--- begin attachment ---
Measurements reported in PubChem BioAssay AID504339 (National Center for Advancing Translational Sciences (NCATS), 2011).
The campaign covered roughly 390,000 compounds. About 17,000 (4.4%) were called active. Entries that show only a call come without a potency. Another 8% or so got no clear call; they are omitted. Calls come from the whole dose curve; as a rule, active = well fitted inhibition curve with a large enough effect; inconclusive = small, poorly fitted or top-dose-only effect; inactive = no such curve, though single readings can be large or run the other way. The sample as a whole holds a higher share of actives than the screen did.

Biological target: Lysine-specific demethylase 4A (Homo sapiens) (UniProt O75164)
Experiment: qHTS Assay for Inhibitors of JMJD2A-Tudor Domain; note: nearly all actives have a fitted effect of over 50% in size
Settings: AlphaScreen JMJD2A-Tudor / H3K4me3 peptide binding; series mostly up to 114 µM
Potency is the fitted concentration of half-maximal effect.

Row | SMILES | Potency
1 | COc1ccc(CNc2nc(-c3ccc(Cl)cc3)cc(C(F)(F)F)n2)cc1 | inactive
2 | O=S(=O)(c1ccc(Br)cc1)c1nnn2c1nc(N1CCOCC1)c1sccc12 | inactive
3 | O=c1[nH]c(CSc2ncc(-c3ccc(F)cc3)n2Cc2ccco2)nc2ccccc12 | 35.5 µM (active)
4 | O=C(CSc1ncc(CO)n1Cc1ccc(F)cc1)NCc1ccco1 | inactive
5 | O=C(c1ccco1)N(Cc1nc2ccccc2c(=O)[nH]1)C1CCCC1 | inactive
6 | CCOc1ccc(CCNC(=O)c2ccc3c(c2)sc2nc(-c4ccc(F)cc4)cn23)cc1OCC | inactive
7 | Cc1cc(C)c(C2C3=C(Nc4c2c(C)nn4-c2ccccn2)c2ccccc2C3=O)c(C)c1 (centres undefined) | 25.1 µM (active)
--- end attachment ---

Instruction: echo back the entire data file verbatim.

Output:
Measurements reported in PubChem BioAssay AID504339 (National Center for Advancing Translational Sciences (NCATS), 2011).
The campaign covered roughly 390,000 compounds. About 17,000 (4.4%) were called active. Entries that show only a call come without a potency. Another 8% or so got no clear call; they are omitted. Calls come from the whole dose curve; as a rule, active = well fitted inhibition curve with a large enough effect; inconclusive = small, poorly fitted or top-dose-only effect; inactive = no such curve, though single readings can be large or run the other way. The sample as a whole holds a higher share of actives than the screen did.

Biological target: Lysine-specific demethylase 4A (Homo sapiens) (UniProt O75164)
Experiment: qHTS Assay for Inhibitors of JMJD2A-Tudor Domain; note: nearly all actives have a fitted effect of over 50% in size
Settings: AlphaScreen JMJD2A-Tudor / H3K4me3 peptide binding; series mostly up to 114 µM
Potency is the fitted concentration of half-maximal effect.

Row | SMILES | Potency
1 | COc1ccc(CNc2nc(-c3ccc(Cl)cc3)cc(C(F)(F)F)n2)cc1 | inactive
2 | O=S(=O)(c1ccc(Br)cc1)c1nnn2c1nc(N1CCOCC1)c1sccc12 | inactive
3 | O=c1[nH]c(CSc2ncc(-c3ccc(F)cc3)n2Cc2ccco2)nc2ccccc12 | 35.5 µM (active)
4 | O=C(CSc1ncc(CO)n1Cc1ccc(F)cc1)NCc1ccco1 | inactive
5 | O=C(c1ccco1)N(Cc1nc2ccccc2c(=O)[nH]1)C1CCCC1 | inactive
6 | CCOc1ccc(CCNC(=O)c2ccc3c(c2)sc2nc(-c4ccc(F)cc4)cn23)cc1OCC | inactive
7 | Cc1cc(C)c(C2C3=C(Nc4c2c(C)nn4-c2ccccn2)c2ccccc2C3=O)c(C)c1 (centres undefined) | 25.1 µM (active)